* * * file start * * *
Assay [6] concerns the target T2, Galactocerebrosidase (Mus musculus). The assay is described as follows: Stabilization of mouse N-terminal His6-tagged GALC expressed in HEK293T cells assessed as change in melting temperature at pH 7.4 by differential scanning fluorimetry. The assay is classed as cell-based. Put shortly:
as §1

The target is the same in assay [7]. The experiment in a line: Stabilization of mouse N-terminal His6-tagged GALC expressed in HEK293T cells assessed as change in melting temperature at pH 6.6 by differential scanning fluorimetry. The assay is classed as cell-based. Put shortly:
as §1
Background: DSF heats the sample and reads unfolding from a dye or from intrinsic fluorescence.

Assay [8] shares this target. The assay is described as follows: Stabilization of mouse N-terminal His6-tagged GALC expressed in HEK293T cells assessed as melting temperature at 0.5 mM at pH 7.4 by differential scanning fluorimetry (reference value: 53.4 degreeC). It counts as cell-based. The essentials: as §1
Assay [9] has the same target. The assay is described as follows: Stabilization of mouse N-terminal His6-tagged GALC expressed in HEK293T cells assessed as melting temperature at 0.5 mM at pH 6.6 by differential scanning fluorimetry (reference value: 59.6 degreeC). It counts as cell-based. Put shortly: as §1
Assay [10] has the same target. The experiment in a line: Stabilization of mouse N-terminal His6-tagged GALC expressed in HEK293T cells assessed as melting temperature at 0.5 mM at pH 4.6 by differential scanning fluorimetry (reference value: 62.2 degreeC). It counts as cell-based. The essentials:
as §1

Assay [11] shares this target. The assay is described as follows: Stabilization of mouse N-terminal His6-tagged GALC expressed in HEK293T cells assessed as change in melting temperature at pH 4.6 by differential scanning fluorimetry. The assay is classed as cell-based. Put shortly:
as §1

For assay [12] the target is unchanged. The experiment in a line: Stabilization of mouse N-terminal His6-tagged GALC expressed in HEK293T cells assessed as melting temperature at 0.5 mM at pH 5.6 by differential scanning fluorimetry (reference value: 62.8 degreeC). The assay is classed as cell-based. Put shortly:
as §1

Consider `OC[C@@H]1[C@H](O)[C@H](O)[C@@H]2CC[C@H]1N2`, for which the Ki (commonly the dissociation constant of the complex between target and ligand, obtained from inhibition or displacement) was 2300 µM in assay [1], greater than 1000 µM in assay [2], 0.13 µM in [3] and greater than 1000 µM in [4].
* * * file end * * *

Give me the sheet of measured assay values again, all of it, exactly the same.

Assay [6] concerns the target T2, Galactocerebrosidase (Mus musculus). The assay is described as follows: Stabilization of mouse N-terminal His6-tagged GALC expressed in HEK293T cells assessed as change in melting temperature at pH 7.4 by differential scanning fluorimetry. The assay is classed as cell-based. Put shortly:
as §1

The target is the same in assay [7]. The experiment in a line: Stabilization of mouse N-terminal His6-tagged GALC expressed in HEK293T cells assessed as change in melting temperature at pH 6.6 by differential scanning fluorimetry. The assay is classed as cell-based. Put shortly:
as §1
Background: DSF heats the sample and reads unfolding from a dye or from intrinsic fluorescence.

Assay [8] shares this target. The assay is described as follows: Stabilization of mouse N-terminal His6-tagged GALC expressed in HEK293T cells assessed as melting temperature at 0.5 mM at pH 7.4 by differential scanning fluorimetry (reference value: 53.4 degreeC). It counts as cell-based. The essentials: as §1
Assay [9] has the same target. The assay is described as follows: Stabilization of mouse N-terminal His6-tagged GALC expressed in HEK293T cells assessed as melting temperature at 0.5 mM at pH 6.6 by differential scanning fluorimetry (reference value: 59.6 degreeC). It counts as cell-based. Put shortly: as §1
Assay [10] has the same target. The experiment in a line: Stabilization of mouse N-terminal His6-tagged GALC expressed in HEK293T cells assessed as melting temperature at 0.5 mM at pH 4.6 by differential scanning fluorimetry (reference value: 62.2 degreeC). It counts as cell-based. The essentials:
as §1

Assay [11] shares this target. The assay is described as follows: Stabilization of mouse N-terminal His6-tagged GALC expressed in HEK293T cells assessed as change in melting temperature at pH 4.6 by differential scanning fluorimetry. The assay is classed as cell-based. Put shortly:
as §1

For assay [12] the target is unchanged. The experiment in a line: Stabilization of mouse N-terminal His6-tagged GALC expressed in HEK293T cells assessed as melting temperature at 0.5 mM at pH 5.6 by differential scanning fluorimetry (reference value: 62.8 degreeC). The assay is classed as cell-based. Put shortly:
as §1

Consider `OC[C@@H]1[C@H](O)[C@H](O)[C@@H]2CC[C@H]1N2`, for which the Ki (commonly the dissociation constant of the complex between target and ligand, obtained from inhibition or displacement) was 2300 µM in assay [1], greater than 1000 µM in assay [2], 0.13 µM in [3] and greater than 1000 µM in [4].